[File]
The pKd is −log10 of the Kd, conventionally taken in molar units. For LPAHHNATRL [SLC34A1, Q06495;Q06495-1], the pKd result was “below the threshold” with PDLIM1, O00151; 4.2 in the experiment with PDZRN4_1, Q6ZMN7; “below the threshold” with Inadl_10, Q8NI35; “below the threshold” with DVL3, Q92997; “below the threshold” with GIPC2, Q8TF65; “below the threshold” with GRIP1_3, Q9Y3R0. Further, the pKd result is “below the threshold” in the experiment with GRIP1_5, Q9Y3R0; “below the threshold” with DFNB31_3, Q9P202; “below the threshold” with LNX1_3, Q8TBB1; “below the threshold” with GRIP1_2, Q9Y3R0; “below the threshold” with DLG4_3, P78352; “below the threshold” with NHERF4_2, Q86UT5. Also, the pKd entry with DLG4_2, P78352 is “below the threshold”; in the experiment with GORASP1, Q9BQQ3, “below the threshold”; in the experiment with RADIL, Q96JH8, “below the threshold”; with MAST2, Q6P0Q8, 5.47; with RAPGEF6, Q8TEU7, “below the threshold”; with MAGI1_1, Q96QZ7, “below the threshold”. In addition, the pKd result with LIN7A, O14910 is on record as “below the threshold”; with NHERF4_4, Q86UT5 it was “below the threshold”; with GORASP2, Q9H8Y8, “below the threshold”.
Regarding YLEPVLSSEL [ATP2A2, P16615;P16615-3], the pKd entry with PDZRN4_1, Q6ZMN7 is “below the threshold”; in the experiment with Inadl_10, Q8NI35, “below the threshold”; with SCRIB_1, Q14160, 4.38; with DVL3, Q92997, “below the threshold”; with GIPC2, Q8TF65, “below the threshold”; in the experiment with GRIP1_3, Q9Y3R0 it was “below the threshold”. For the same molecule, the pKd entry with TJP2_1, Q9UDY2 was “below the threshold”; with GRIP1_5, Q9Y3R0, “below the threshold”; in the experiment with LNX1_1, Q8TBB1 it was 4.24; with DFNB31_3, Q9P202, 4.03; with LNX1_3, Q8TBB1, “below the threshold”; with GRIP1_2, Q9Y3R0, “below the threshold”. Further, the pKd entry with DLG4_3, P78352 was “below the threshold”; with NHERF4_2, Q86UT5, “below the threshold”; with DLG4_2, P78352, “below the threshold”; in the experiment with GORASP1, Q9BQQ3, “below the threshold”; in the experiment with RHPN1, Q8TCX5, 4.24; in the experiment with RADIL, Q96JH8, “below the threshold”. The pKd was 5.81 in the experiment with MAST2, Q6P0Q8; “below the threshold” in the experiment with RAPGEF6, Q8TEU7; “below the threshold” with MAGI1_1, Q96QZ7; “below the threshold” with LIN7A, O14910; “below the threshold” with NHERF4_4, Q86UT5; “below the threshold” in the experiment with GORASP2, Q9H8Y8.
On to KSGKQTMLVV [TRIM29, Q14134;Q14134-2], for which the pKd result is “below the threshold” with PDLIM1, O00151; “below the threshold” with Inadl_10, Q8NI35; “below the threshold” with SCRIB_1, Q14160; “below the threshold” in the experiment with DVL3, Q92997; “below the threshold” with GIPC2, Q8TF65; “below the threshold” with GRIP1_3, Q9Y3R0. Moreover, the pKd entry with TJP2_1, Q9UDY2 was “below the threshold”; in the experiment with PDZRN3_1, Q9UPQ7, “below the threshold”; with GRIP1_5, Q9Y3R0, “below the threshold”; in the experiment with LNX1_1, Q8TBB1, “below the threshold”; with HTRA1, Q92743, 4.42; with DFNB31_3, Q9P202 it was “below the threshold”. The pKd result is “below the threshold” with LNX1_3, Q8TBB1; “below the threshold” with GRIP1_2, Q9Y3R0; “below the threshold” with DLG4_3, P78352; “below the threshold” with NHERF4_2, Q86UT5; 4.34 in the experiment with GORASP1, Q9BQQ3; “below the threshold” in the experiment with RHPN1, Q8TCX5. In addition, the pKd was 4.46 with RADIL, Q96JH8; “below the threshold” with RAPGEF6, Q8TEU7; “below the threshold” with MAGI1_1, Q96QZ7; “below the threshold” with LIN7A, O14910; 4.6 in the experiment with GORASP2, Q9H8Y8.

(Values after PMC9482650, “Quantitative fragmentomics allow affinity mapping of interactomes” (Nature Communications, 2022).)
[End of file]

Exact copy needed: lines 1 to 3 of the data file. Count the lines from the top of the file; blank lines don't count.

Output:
The pKd is −log10 of the Kd, conventionally taken in molar units. For LPAHHNATRL [SLC34A1, Q06495;Q06495-1], the pKd result was “below the threshold” with PDLIM1, O00151; 4.2 in the experiment with PDZRN4_1, Q6ZMN7; “below the threshold” with Inadl_10, Q8NI35; “below the threshold” with DVL3, Q92997; “below the threshold” with GIPC2, Q8TF65; “below the threshold” with GRIP1_3, Q9Y3R0. Further, the pKd result is “below the threshold” in the experiment with GRIP1_5, Q9Y3R0; “below the threshold” with DFNB31_3, Q9P202; “below the threshold” with LNX1_3, Q8TBB1; “below the threshold” with GRIP1_2, Q9Y3R0; “below the threshold” with DLG4_3, P78352; “below the threshold” with NHERF4_2, Q86UT5. Also, the pKd entry with DLG4_2, P78352 is “below the threshold”; in the experiment with GORASP1, Q9BQQ3, “below the threshold”; in the experiment with RADIL, Q96JH8, “below the threshold”; with MAST2, Q6P0Q8, 5.47; with RAPGEF6, Q8TEU7, “below the threshold”; with MAGI1_1, Q96QZ7, “below the threshold”. In addition, the pKd result with LIN7A, O14910 is on record as “below the threshold”; with NHERF4_4, Q86UT5 it was “below the threshold”; with GORASP2, Q9H8Y8, “below the threshold”.
Regarding YLEPVLSSEL [ATP2A2, P16615;P16615-3], the pKd entry with PDZRN4_1, Q6ZMN7 is “below the threshold”; in the experiment with Inadl_10, Q8NI35, “below the threshold”; with SCRIB_1, Q14160, 4.38; with DVL3, Q92997, “below the threshold”; with GIPC2, Q8TF65, “below the threshold”; in the experiment with GRIP1_3, Q9Y3R0 it was “below the threshold”. For the same molecule, the pKd entry with TJP2_1, Q9UDY2 was “below the threshold”; with GRIP1_5, Q9Y3R0, “below the threshold”; in the experiment with LNX1_1, Q8TBB1 it was 4.24; with DFNB31_3, Q9P202, 4.03; with LNX1_3, Q8TBB1, “below the threshold”; with GRIP1_2, Q9Y3R0, “below the threshold”. Further, the pKd entry with DLG4_3, P78352 was “below the threshold”; with NHERF4_2, Q86UT5, “below the threshold”; with DLG4_2, P78352, “below the threshold”; in the experiment with GORASP1, Q9BQQ3, “below the threshold”; in the experiment with RHPN1, Q8TCX5, 4.24; in the experiment with RADIL, Q96JH8, “below the threshold”. The pKd was 5.81 in the experiment with MAST2, Q6P0Q8; “below the threshold” in the experiment with RAPGEF6, Q8TEU7; “below the threshold” with MAGI1_1, Q96QZ7; “below the threshold” with LIN7A, O14910; “below the threshold” with NHERF4_4, Q86UT5; “below the threshold” in the experiment with GORASP2, Q9H8Y8.
On to KSGKQTMLVV [TRIM29, Q14134;Q14134-2], for which the pKd result is “below the threshold” with PDLIM1, O00151; “below the threshold” with Inadl_10, Q8NI35; “below the threshold” with SCRIB_1, Q14160; “below the threshold” in the experiment with DVL3, Q92997; “below the threshold” with GIPC2, Q8TF65; “below the threshold” with GRIP1_3, Q9Y3R0. Moreover, the pKd entry with TJP2_1, Q9UDY2 was “below the threshold”; in the experiment with PDZRN3_1, Q9UPQ7, “below the threshold”; with GRIP1_5, Q9Y3R0, “below the threshold”; in the experiment with LNX1_1, Q8TBB1, “below the threshold”; with HTRA1, Q92743, 4.42; with DFNB31_3, Q9P202 it was “below the threshold”. The pKd result is “below the threshold” with LNX1_3, Q8TBB1; “below the threshold” with GRIP1_2, Q9Y3R0; “below the threshold” with DLG4_3, P78352; “below the threshold” with NHERF4_2, Q86UT5; 4.34 in the experiment with GORASP1, Q9BQQ3; “below the threshold” in the experiment with RHPN1, Q8TCX5. In addition, the pKd was 4.46 with RADIL, Q96JH8; “below the threshold” with RAPGEF6, Q8TEU7; “below the threshold” with MAGI1_1, Q96QZ7; “below the threshold” with LIN7A, O14910; 4.6 in the experiment with GORASP2, Q9H8Y8.